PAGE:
The April 15-16, 2019 conference in Ruckersville, Virginia was billed as a “national forum [seeking] to address the neglected problem of speeding.” The sponsoring organizations, the Insurance Institute for Highway Safety (IIHS) and the Governors Highway Safety Association (GHSA), are leading proponents of lowering speed limits with the goal of reducing highway fatalities to near zero levels. Both organizations are also supportive of automated enforcement, i.e., speed cameras, to ensure that drivers not in strict adherence with posted limits are penalized.
The purpose of the conference per GHSA was “to illuminate the issue of speeding and develop strategies to address this challenge, which continues to factor into nearly one third of traffic fatalities each year in the U.S. The forum will gather a diverse group of stakeholders to identify promising approaches to reduce speeding, prevent crashes and save lives. In addition, GHSA and IIHS will seek input from attendees to help shape a new pilot program to curb speeding in rural and suburban areas.”
The National Motorists Association and its membership are certainly among those stakeholders. Joe Bahen, an NMA Virginia life member and past Sentinel Award winner, graciously agreed to attend the IIHS/GHSA forum. His goal was to participate in the discussions, presenting motorist points of view while also establishing valuable connections with FHWA officials and other key players in the speed limit evaluation process.
Joe’s conference report:
As the NMA suggested, I attended the National Forum on Speeding to participate in the development of a model speed management pilot program. I was pleased to see that IIHS and GHSA are considering the viewpoint of a large and diverse group of stakeholders.
The morning session was moderated by Pam Fischer, an outside consultant. She started the discussion by asking “what is speeding?” She asked if exceeding the posted speed limit by 1 mph is speeding. Several of the participants certainly feel that it is. However, Dr. Christian Richard of the Battelle Center said that everybody speeds by 1 mph or more. He pointed out that there are different types of speeders: a high speeder group that engages in extreme behavior, a moderate speeder group, and a low speeder group. For most drivers, speeding is driving above the enforcement threshold. A retired traffic judge spoke up and said that the judiciary does not want to deal with tickets for less than 10 over. Most seemed to agree that the pilot program should not target the low speeder group.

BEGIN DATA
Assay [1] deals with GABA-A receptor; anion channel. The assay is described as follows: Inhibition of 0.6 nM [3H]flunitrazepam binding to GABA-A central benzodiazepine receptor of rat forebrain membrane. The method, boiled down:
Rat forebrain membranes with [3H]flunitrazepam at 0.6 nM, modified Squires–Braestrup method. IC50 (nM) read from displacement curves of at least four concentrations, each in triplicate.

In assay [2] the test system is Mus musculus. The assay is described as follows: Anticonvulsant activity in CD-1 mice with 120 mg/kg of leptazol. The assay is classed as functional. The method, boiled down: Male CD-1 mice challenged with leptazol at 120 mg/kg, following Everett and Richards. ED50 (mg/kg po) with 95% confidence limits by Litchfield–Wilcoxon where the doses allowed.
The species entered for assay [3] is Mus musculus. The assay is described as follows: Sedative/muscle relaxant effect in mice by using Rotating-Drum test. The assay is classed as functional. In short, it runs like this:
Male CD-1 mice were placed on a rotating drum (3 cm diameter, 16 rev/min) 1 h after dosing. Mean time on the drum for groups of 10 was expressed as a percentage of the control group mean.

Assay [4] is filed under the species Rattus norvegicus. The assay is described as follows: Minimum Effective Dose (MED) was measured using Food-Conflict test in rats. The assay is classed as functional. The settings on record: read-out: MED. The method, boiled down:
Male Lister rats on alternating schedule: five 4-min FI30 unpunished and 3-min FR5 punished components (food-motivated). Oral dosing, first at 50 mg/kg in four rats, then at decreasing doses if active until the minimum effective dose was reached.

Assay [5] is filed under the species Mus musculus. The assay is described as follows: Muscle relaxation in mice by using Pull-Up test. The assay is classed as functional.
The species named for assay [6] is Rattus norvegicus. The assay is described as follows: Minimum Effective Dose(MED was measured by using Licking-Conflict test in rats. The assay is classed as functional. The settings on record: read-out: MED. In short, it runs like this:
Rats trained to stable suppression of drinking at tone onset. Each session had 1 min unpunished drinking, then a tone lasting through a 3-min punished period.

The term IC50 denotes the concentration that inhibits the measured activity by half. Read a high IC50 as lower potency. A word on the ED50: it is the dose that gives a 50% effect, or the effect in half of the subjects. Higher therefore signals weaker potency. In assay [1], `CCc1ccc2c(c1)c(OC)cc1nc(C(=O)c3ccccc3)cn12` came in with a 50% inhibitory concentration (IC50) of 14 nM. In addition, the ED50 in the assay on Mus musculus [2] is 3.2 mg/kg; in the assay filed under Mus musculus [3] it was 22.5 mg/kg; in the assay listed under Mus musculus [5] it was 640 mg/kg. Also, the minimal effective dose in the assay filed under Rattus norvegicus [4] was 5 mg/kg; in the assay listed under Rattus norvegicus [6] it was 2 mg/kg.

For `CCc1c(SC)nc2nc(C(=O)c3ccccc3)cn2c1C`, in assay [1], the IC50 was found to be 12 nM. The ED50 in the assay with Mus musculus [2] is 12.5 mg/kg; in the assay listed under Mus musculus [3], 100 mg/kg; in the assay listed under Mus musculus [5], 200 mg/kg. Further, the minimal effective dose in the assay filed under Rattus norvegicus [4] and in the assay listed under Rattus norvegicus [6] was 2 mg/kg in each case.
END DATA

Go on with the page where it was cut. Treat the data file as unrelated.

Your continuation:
Mike Griffith, Federal Highway Administration (FHWA) Director of Safety Technologies, said that work is being done to “fill the gaps” in its USLIMITS2 computer program for determining safe speed limits in urban areas. My experience is that the program results in reasonable speed limits for limited-access freeways. I have not used it for non-limited access roads in urban or suburban areas.
Lt. Michael Rodriguez of the Buffalo Grove, Illinois, police said that it is common for patrol officers to have a daily quota for speeding tickets. Those officers typically go to their “fishing holes,” write three tickets and then go about their day. This gave me the opening to say that the first step in the pilot should be to have an engineer check the speed limit at the fishing holes using USLIMITS2. I then repeated “fix the fishing holes” during the afternoon breakout sessions. The only push-back I got was from Eileen McCarthy, a lawyer representing a D.C. pedestrian and bicycle group. Among her comments: “Engineers shouldn’t be the ones who set speed limits in cities.” “We need to make it challenging for vehicles to be in the city.” “Take parking out.” “What’s a child’s life worth?”
Most everyone there seemed to believe that automated enforcement is the solution to speeding problems. Cameras are surely going to be part of the pilot.
I have no idea where the pilot is going to be or what it is going to look like. Nevertheless, I feel we should continue to urge that a spot speed study and a USLIMITS2 analysis be done at each location in the pilot where a speed camera is planned.
We should also monitor the forthcoming changes in USLIMITS2 and contact FHWA’s Mike Griffith if we find that the program results in unrealistic speed limits in urban areas.
The NMA raised alarms in the Fall 2018 issue of Driving Freedoms (“The Big Lie”) about concerted efforts to dump proven engineering standards for setting practical and safe speed limits, standards like the 85th percentile rule. The alternative being proposed seems to be an arbitrary and universal reduction of speed limits with a higher degree of enforcement. While that sentiment was expressed quite clearly by some during the IIHS/GHSA conference, the NMA’s participation through Joe Bahen has provided an avenue to continue influencing the discussion.